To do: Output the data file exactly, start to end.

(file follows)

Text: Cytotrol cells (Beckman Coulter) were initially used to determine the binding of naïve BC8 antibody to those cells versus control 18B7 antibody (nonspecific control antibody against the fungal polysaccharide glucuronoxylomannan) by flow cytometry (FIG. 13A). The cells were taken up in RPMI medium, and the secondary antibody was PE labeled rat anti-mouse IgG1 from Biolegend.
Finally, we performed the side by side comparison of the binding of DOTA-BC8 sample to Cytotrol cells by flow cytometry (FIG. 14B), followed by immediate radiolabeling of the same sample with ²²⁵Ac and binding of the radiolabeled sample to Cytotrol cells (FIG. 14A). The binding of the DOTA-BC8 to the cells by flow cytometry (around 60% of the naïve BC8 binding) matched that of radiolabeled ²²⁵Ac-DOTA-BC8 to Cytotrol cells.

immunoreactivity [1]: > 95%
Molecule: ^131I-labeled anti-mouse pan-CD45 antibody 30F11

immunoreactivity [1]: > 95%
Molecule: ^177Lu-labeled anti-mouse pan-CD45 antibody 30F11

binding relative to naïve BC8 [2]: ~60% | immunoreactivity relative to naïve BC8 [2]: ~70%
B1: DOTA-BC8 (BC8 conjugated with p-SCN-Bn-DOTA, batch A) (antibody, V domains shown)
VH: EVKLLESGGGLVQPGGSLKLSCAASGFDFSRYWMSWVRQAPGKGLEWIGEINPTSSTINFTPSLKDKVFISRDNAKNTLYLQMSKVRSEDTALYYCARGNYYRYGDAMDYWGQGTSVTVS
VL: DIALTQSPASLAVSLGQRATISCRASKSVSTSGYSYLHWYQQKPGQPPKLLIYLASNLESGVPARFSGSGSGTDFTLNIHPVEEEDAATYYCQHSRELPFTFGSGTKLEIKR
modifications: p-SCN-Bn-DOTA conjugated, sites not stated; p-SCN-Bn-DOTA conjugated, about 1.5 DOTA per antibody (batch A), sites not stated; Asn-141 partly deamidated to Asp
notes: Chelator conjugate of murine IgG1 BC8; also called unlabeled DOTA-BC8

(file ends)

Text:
Text: Cytotrol cells (Beckman Coulter) were initially used to determine the binding of naïve BC8 antibody to those cells versus control 18B7 antibody (nonspecific control antibody against the fungal polysaccharide glucuronoxylomannan) by flow cytometry (FIG. 13A). The cells were taken up in RPMI medium, and the secondary antibody was PE labeled rat anti-mouse IgG1 from Biolegend.
Finally, we performed the side by side comparison of the binding of DOTA-BC8 sample to Cytotrol cells by flow cytometry (FIG. 14B), followed by immediate radiolabeling of the same sample with ²²⁵Ac and binding of the radiolabeled sample to Cytotrol cells (FIG. 14A). The binding of the DOTA-BC8 to the cells by flow cytometry (around 60% of the naïve BC8 binding) matched that of radiolabeled ²²⁵Ac-DOTA-BC8 to Cytotrol cells.

immunoreactivity [1]: > 95%
Molecule: ^131I-labeled anti-mouse pan-CD45 antibody 30F11

immunoreactivity [1]: > 95%
Molecule: ^177Lu-labeled anti-mouse pan-CD45 antibody 30F11

binding relative to naïve BC8 [2]: ~60% | immunoreactivity relative to naïve BC8 [2]: ~70%
B1: DOTA-BC8 (BC8 conjugated with p-SCN-Bn-DOTA, batch A) (antibody, V domains shown)
VH: EVKLLESGGGLVQPGGSLKLSCAASGFDFSRYWMSWVRQAPGKGLEWIGEINPTSSTINFTPSLKDKVFISRDNAKNTLYLQMSKVRSEDTALYYCARGNYYRYGDAMDYWGQGTSVTVS
VL: DIALTQSPASLAVSLGQRATISCRASKSVSTSGYSYLHWYQQKPGQPPKLLIYLASNLESGVPARFSGSGSGTDFTLNIHPVEEEDAATYYCQHSRELPFTFGSGTKLEIKR
modifications: p-SCN-Bn-DOTA conjugated, sites not stated; p-SCN-Bn-DOTA conjugated, about 1.5 DOTA per antibody (batch A), sites not stated; Asn-141 partly deamidated to Asp
notes: Chelator conjugate of murine IgG1 BC8; also called unlabeled DOTA-BC8